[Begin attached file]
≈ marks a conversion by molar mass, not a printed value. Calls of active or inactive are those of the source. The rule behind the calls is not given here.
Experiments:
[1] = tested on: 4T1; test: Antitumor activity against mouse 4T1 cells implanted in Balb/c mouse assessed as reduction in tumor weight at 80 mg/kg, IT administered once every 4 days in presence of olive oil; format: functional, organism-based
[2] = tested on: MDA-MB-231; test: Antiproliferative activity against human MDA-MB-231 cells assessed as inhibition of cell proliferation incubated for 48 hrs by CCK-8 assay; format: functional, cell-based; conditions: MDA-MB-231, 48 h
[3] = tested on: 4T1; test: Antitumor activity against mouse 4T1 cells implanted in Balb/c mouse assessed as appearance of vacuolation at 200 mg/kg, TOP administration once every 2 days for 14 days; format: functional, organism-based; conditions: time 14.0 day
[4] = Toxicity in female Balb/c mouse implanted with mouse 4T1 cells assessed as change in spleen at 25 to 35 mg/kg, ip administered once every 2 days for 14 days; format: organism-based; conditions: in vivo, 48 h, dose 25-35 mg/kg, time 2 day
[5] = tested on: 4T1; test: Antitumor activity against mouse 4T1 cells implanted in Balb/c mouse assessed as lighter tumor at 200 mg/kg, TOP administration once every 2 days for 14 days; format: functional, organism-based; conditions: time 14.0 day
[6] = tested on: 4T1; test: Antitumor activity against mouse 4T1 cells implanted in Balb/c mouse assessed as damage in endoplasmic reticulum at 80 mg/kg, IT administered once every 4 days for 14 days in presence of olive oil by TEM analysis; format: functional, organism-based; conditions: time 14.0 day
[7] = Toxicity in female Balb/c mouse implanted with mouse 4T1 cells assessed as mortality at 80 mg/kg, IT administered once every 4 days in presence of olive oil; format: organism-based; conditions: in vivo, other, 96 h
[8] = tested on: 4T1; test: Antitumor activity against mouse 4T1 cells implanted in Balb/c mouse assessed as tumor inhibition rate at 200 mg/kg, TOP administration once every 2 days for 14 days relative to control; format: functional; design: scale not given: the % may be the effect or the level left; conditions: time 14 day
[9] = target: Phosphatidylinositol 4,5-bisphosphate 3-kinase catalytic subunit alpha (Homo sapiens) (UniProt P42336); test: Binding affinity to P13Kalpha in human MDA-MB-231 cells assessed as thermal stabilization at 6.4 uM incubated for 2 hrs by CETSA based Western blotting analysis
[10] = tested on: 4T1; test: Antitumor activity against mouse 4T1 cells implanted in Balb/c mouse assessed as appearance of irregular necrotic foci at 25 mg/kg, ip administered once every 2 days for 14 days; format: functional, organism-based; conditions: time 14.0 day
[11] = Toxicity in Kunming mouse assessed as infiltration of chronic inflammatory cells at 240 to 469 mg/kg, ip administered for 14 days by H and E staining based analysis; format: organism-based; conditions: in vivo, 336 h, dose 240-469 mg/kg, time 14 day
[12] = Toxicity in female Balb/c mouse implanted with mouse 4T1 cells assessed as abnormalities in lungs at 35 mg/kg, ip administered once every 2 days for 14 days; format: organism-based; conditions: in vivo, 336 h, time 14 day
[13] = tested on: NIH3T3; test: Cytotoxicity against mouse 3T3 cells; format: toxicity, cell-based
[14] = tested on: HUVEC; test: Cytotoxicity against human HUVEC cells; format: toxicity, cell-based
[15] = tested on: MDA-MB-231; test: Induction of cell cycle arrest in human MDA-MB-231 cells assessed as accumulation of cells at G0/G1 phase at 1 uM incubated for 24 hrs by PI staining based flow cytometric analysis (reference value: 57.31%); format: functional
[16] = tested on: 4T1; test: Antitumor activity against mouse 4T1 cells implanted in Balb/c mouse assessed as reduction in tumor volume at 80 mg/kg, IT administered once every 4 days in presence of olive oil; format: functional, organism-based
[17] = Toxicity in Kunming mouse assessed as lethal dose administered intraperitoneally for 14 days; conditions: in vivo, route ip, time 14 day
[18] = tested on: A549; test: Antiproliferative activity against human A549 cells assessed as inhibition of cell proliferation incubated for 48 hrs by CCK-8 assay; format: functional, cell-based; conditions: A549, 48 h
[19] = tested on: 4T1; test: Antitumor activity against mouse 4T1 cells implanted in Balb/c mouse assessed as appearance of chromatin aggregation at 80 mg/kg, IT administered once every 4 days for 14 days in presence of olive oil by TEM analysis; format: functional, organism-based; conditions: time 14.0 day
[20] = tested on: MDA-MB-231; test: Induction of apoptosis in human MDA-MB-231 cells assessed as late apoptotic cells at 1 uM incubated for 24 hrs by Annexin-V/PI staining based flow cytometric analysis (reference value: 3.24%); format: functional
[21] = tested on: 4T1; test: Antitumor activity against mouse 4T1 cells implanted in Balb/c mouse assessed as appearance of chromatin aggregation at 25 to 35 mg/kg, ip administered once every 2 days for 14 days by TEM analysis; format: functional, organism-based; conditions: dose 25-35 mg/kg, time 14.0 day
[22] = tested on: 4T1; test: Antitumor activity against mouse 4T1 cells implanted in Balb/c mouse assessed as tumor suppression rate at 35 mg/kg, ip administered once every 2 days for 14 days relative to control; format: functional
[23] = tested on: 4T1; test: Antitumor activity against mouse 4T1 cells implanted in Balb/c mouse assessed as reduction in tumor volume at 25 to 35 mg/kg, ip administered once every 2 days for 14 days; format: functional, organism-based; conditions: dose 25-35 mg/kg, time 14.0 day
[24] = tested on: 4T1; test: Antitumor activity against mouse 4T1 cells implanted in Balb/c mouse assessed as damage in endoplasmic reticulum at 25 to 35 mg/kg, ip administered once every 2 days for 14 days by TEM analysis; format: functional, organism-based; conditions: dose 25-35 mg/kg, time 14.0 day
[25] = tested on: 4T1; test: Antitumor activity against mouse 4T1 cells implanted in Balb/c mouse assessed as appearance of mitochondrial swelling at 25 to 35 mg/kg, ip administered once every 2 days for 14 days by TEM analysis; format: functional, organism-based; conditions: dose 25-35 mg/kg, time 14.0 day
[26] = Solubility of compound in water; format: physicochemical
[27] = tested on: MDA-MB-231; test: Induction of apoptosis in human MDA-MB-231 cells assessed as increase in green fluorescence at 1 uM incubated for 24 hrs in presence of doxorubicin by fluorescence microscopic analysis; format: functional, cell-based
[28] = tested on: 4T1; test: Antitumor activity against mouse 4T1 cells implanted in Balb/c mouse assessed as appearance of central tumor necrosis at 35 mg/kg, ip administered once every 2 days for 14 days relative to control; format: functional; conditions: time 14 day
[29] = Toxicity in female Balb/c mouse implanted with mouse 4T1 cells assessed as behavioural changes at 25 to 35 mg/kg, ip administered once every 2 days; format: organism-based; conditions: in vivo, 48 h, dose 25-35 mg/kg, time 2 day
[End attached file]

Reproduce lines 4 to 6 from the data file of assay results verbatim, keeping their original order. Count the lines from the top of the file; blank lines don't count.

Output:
[2] = tested on: MDA-MB-231; test: Antiproliferative activity against human MDA-MB-231 cells assessed as inhibition of cell proliferation incubated for 48 hrs by CCK-8 assay; format: functional, cell-based; conditions: MDA-MB-231, 48 h
[3] = tested on: 4T1; test: Antitumor activity against mouse 4T1 cells implanted in Balb/c mouse assessed as appearance of vacuolation at 200 mg/kg, TOP administration once every 2 days for 14 days; format: functional, organism-based; conditions: time 14.0 day
[4] = Toxicity in female Balb/c mouse implanted with mouse 4T1 cells assessed as change in spleen at 25 to 35 mg/kg, ip administered once every 2 days for 14 days; format: organism-based; conditions: in vivo, 48 h, dose 25-35 mg/kg, time 2 day